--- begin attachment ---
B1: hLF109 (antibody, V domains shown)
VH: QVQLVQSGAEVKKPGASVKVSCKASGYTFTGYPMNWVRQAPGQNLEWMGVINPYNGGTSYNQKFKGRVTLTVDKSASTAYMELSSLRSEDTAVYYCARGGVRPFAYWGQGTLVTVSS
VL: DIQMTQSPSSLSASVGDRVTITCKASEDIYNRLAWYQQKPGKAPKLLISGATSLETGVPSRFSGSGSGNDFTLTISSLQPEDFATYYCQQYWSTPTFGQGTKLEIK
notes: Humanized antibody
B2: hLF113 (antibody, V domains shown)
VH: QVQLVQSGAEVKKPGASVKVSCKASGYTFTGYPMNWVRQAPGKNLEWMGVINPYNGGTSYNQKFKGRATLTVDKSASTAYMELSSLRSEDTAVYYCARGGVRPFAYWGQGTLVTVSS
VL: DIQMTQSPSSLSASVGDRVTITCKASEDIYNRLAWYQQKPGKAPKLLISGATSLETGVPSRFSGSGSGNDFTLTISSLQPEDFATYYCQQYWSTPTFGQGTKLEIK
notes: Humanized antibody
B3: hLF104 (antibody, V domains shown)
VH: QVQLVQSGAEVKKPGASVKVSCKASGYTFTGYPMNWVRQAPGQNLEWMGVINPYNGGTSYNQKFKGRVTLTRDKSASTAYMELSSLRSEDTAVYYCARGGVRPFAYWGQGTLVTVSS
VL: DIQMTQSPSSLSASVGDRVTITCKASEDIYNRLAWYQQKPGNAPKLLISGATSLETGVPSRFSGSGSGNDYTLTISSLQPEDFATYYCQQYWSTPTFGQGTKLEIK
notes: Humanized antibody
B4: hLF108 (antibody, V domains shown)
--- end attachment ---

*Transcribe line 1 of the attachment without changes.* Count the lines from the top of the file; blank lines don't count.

B1: hLF109 (antibody, V domains shown)